Black Sheep: Community Exclusion and Identity

By Marta Skrabracz
Photo: Lachlan Hardy

Social exclusion or community exclusion is both a problem and a solution in itself. Individuals can take solace in the comfort that they are with people who understand and share the same background and struggles in the Australian world. However, the clustered nature of “ghettos” mean that these hubs can be targets for social abuse and stigma. More often than not, these ghettos are ways to distance mainstream society and create isolation.

If you live in suburban Melbourne, you can see clusters of ethnicities in certain regions. You go there for dinner to experience the food. the formation of ghettos happening in three ways: firstly, as “ports of entry” where immigrants and minorities choose to cluster with their own kind voluntarily; secondly, where the majority “uses compulsion — typically violence, hostility, or legal barriers — to force minorities into particular areas”; or thirdly, where “the majority is willing and able to pay more than the minority to live with its own kind.” In all situations, it appears that ghettos or social hubs are ways to maintain an identity and simultaneously reject another.

Connection and identity

“Social exclusion is the means by which people are hurt more in the long term. Communities of people are systematically blocked from opportunities and resources; things which are normally available to general members of the pubic.”

Groups give us a means for finding social identity. And as is the case with recently displaced individuals like immigrants, maintaining identity is significant if you no longer have a home or your childhood playground. It’s a means of maintaining the culture and world that you left. It’s a connection between individuals. The act of clustering is “part defence, part survival mechanism,” writes Bernard Salt, and enables “non-English-speaking migrants to connect … speak with others who share the same language, to buy food from dedicated shops, and to attend the same church, mosque or synagogue.” Salt’s final remark on the topic is a sentiment we all should share: “And does not this demographic diversity make our largest cities all the more interesting?”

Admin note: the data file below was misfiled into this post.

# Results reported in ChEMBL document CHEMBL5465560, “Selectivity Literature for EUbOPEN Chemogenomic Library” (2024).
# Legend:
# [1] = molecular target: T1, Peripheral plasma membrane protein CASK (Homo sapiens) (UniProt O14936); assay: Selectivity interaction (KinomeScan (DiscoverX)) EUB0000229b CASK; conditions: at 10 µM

However, after a certain period, the “other” or the “outsider” mentality becomes a pervasive mentality. Similar to the chicken or the egg causality dilemma, it’s a question of which came first: was the persuasive anti-migrant sentiment responsible for the ethnic ghettos, or is the resulting sentiment a product of the ghettos? “Large groups of non-citizens, clustered together, supposedly highlights how these people are not like everyone else.” Henry Sherrel on his blog writes that, “ghettos are used as evidence to show why migration may not be such a good idea as poor integration tugs away at the social fabric. When attempting to counter these arguments, many make tacit acknowledgement of ghettos.”

Weaving a social fabric

The media and the ‘non-suburbans’, in general, do not see the people from the ghettos as victims but as oppressors, just like ‘white Australians who see themselves as victims, struggling heroically against adversity, and those that place them as aggressors, forcing adversity onto others’. Vanessa Castejon quoting AnnCurthoys in, ‘Constructing national histories’, in Frontier Conflict, The Australian Experience, (2003).

Ann Curthoys accurately depicts how identity politics can infect attitudes towards immigration. Australia’s approach to immigration, from federation until the latter part of the twentieth century, was influenced by the White Australia PolicyAs Emily Flahive explains, national identities are used to “delineate ‘us’ and ‘them’; that is, who is a national of a nation-state and who is not.” This understanding of a national identity is thus critical to how it constructs a definition of who is an outsider to that national identity.